Inclusive and Accessible Masjids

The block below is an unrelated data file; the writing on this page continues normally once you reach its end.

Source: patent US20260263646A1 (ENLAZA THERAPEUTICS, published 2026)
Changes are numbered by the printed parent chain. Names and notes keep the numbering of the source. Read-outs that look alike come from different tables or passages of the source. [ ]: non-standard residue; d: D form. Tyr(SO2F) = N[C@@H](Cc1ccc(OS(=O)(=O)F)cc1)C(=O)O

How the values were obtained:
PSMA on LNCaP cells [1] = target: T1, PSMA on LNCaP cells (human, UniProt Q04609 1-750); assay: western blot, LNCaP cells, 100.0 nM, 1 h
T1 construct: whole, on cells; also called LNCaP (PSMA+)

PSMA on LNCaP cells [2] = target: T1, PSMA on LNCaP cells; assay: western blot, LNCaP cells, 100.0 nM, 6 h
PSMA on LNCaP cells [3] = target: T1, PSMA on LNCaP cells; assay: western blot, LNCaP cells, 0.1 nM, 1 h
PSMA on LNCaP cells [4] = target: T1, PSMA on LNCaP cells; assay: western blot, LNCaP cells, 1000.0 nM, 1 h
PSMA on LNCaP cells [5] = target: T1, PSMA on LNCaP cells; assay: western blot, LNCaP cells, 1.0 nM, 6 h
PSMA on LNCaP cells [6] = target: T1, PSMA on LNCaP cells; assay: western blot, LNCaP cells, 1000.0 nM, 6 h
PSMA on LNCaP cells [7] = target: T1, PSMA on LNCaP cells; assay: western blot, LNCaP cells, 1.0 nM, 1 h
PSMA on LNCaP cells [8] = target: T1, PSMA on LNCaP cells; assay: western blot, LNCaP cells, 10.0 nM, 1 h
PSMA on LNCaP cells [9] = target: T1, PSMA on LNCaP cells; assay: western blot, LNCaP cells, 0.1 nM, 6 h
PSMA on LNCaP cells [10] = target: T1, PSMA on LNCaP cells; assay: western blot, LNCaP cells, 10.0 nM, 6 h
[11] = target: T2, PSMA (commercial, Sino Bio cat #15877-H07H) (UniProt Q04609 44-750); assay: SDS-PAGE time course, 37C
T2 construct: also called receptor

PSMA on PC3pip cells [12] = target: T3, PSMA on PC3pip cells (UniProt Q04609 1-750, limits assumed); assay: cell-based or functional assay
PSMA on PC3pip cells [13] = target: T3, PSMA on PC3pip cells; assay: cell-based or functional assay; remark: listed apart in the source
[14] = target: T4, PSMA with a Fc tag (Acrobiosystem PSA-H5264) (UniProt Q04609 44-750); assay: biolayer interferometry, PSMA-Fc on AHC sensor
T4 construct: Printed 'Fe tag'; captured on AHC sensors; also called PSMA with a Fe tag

I went to the London City Circle last night, for the first time in a couple of years, to their "Making Mosques Inclusive" discussion. I was somewhat disappointed insofar as the panel of liberal and inclusive presenters really didn't address the hard questions, who to include, who to exclude, who to make the decisions and how. For the liberal-minded cosmopolitan youth, inclusiveness is about women, disabled, con/reverts, and access to management and control of community resources, which means most of the time, the local masjid, all worthy stuff, but what about militants and supposed militants, what about when one sect exploits elective processes to try and take over, what about sex and gender challenges, what about those who won't pray behind a rival faction's imam, those who assert takfir and the people they target? These are the real, hard issues that cause masjid committees to lock down their management and lock out meetings of those they consider disruptive. Tolerance and inclusiveness are two-sided, each side has to be willing to compromise, and each side has to learn to speak respectfully of the other. One hundred and fifty years of bitter sectarianism in the Indian sub continent alone is not going to wither away after a meeting such as this.